PDFs by language
Our 24/7 cancer helpline provides support for people dealing with cancer. We can connect you with trained cancer information specialists who will answer questions about a cancer diagnosis and provide guidance and a compassionate ear.
Chat live online
Select the Live Chat button at the bottom of the page
At our National Cancer Information Center trained Cancer Information Specialists can answer questions 24 hours a day, every day of the year to empower you with accurate, up-to-date information to help you make educated health decisions. We connect patients, caregivers, and family members with valuable services and resources.
Or ask us how you can get involved and support the fight against cancer. Some of the topics we can assist with include:
For medical questions, we encourage you to review our information with your doctor.
A risk factor is anything that increases your chance of getting a disease such as cancer. Different cancers have different risk factors. Some risk factors, like smoking, can be changed; others, like a person’s age or family history, can’t.
Having a risk factor, or even several, does not mean that you will get the disease. And many people who get the disease may have few or no known risk factors.
Although this cancer is very rare, a few risk factors are known to increase a woman's risk of developing a uterine sarcoma.
Radiation to the pelvis can increase your risk for developing uterine sarcoma. This has been seen sometimes after someone has had radiation to treat cervical cancer or rectal cancer. These cancers usually are diagnosed 5 to 25 years after the radiation treatment.
Women who have had a type of eye cancer called congenital (heritable) retinoblastoma as a child have an increased risk of soft tissue sarcomas, including uterine sarcomas.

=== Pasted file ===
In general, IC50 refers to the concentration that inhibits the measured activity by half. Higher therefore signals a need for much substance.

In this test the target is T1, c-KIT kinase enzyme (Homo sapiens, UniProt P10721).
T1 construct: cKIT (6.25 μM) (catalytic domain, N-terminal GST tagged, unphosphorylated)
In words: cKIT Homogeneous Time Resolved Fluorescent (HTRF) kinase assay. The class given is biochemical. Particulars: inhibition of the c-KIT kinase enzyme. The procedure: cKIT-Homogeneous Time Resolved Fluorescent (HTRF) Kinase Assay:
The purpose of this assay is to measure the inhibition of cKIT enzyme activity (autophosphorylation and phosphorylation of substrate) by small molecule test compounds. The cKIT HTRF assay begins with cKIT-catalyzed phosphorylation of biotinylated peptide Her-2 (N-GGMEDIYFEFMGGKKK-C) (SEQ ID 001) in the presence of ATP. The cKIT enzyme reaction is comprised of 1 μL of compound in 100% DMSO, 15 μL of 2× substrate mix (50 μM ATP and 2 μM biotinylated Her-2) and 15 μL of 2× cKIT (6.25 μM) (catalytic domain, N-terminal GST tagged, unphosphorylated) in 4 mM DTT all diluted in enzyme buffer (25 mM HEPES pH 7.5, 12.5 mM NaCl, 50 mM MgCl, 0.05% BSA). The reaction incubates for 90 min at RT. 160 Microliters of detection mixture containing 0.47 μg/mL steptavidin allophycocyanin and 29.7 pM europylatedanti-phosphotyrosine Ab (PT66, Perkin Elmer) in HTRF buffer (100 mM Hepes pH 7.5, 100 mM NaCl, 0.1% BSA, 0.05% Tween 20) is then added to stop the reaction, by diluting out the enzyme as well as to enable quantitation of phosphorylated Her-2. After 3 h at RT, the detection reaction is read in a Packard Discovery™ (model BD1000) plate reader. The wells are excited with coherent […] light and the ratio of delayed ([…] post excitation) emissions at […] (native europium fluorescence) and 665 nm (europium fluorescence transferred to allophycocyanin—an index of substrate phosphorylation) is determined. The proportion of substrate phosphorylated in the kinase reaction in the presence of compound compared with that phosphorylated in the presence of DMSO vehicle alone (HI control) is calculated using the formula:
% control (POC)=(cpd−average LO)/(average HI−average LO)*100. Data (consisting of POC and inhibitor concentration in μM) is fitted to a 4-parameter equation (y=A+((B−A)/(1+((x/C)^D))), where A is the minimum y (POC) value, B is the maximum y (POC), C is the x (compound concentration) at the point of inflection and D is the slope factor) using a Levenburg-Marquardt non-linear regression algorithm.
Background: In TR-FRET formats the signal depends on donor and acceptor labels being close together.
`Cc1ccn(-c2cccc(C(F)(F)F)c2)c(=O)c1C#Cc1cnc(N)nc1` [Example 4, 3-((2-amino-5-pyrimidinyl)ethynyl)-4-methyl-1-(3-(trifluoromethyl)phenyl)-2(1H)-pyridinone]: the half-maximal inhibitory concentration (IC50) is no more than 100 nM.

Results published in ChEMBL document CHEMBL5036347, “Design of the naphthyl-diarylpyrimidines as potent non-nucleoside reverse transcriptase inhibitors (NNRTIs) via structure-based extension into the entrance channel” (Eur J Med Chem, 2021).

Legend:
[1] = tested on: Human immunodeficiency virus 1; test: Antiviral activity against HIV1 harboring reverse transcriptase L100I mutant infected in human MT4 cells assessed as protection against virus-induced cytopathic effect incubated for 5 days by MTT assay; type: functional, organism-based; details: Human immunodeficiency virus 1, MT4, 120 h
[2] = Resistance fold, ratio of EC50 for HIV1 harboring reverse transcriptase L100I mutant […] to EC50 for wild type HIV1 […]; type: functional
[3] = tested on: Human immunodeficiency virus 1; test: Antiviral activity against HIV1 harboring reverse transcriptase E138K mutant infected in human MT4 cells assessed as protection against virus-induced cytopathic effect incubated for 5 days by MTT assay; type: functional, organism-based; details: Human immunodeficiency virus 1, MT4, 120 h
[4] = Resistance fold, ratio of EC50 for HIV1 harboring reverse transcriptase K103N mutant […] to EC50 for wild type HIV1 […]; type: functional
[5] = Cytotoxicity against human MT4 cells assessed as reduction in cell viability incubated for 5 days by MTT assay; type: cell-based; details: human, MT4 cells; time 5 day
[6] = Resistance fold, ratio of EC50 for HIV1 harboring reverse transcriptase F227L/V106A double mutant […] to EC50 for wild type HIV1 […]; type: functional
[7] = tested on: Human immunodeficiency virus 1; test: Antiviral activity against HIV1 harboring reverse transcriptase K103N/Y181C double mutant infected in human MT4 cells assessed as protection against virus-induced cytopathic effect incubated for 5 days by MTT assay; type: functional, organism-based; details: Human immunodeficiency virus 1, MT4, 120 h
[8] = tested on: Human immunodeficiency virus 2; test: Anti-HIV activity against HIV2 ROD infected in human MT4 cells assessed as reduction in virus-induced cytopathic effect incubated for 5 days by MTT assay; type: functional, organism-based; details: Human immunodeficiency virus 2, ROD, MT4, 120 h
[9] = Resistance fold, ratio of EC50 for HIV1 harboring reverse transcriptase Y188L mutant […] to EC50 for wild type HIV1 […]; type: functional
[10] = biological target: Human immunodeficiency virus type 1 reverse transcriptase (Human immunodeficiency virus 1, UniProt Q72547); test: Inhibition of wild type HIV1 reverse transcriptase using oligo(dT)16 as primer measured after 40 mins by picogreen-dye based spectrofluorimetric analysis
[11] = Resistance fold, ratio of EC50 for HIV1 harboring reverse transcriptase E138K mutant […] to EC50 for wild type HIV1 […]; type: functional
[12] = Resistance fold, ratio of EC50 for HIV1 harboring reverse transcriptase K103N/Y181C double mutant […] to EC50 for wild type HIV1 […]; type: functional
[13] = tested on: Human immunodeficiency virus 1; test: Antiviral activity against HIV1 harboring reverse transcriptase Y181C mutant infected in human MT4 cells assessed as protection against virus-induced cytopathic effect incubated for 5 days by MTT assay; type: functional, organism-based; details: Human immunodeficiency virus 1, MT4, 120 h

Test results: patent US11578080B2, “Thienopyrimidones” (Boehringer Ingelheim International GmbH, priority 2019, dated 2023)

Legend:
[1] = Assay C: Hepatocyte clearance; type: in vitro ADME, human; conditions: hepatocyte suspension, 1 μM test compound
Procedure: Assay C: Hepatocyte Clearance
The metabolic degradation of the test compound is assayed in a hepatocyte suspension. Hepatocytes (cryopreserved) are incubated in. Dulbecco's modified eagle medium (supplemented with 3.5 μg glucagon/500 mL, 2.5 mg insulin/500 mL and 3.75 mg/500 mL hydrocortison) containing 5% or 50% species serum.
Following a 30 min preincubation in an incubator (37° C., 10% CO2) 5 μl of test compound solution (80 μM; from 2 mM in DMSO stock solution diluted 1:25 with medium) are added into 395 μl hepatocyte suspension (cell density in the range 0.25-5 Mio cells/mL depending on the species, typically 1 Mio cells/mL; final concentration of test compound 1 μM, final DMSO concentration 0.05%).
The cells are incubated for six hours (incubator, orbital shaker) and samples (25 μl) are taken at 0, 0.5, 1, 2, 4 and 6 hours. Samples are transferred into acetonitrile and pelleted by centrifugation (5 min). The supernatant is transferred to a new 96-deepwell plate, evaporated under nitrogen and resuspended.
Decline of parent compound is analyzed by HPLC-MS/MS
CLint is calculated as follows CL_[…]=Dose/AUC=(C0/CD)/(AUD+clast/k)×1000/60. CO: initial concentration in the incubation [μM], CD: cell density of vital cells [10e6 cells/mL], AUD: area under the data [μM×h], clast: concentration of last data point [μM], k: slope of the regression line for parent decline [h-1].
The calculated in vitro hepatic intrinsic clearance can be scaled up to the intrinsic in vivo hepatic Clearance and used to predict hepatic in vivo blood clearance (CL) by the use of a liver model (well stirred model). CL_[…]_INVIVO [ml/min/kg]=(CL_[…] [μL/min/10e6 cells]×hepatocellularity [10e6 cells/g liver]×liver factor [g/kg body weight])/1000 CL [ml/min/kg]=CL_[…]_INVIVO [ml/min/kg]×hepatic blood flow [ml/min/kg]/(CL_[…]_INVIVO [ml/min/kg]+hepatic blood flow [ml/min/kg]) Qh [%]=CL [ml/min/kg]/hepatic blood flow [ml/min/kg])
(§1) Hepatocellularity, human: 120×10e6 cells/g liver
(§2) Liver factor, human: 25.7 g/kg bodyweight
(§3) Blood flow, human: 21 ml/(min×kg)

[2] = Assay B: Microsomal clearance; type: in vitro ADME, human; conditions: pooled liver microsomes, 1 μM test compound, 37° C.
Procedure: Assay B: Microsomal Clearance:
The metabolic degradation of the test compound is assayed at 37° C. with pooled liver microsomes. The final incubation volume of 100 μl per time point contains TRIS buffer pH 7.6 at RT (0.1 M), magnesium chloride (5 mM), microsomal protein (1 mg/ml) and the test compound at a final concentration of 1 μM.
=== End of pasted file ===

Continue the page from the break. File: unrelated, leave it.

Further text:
A rare family cancer syndrome called hereditary leiomyomatosis and renal cell cancer (HLRCC) has been linked to an increased risk of uterine sarcomas.
Although the risk is small, women taking tamoxifen to prevent or treat breast cancer have an increased risk of developing uterine sarcoma. These sarcomas often show up 2 to 5 years after starting tamoxifen. If you are taking tamoxifen, doctors recommend getting regular pelvic exams and more testing if you are having abnormal bleeding from the uterus.
The American Cancer Society medical and editorial content team
Our team is made up of doctors and oncology certified nurses with deep knowledge of cancer care as well as journalists, editors, and translators with extensive experience in medical writing.
Boggess JF, Kilgore JE, and Tran AQ. Ch. 85 – Uterine Cancer. In: Niederhuber JE, Armitage JO, Doroshow JH, Kastan MB, Tepper JE, eds. Abeloff’s Clinical Oncology. 6th ed. Philadelphia, Pa. Elsevier; 2020.
Francis JH, Kleinerman RA, Seddon JM, Abramson DH. Increased risk of secondary uterine leiomyosarcoma in hereditary retinoblastoma. Gynecol Oncol. 2012 Feb;124(2):254-9. Epub 2011 Oct 23.
Memarzadeh S and Berek JS. Uterine sarcoma: Classification, epidemiology, clinical manifestations, and diagnosis. In: Chakrabarti A, ed. UpToDate. Waltham, Mass.: UpToDate, 2021. https://www.uptodate.com. Accessed June 2, 2022.
National Cancer Institute. Uterine Sarcoma Treatment (PDQ®)–Health Professional Version. Feb 10, 2022. Accessed at https://www.cancer.gov/types/uterine/hp/uterine-sarcoma-treatment-pdq
on June 2, 2022.
Last Revised: September 20, 2022
American Cancer Society medical information is copyrighted material. For reprint requests, please see our Content Usage Policy.